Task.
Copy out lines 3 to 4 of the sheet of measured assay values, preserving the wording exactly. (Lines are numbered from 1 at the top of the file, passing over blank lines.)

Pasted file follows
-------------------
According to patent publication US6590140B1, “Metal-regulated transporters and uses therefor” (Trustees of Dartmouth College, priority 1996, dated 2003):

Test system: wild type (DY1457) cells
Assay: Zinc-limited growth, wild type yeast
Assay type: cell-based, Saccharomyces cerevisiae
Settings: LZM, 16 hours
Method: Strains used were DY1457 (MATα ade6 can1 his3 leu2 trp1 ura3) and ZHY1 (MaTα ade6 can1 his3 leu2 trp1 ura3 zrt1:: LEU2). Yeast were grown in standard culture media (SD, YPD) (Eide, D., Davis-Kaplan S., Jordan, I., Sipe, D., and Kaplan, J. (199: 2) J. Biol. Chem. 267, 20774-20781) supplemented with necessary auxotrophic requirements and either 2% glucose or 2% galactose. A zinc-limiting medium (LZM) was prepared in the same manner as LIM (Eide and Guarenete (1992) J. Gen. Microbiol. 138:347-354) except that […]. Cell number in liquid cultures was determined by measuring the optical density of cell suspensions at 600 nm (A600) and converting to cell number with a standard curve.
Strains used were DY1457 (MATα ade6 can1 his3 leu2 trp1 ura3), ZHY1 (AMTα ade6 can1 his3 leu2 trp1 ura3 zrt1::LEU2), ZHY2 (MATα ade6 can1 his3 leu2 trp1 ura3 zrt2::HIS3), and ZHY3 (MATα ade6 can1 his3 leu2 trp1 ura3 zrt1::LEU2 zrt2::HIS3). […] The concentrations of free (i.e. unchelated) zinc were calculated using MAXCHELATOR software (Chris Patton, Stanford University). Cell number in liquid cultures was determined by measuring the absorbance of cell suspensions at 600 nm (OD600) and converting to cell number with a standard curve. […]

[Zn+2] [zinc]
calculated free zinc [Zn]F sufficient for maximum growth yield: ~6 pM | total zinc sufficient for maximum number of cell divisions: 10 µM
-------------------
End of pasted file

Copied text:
Assay: Zinc-limited growth, wild type yeast
Assay type: cell-based, Saccharomyces cerevisiae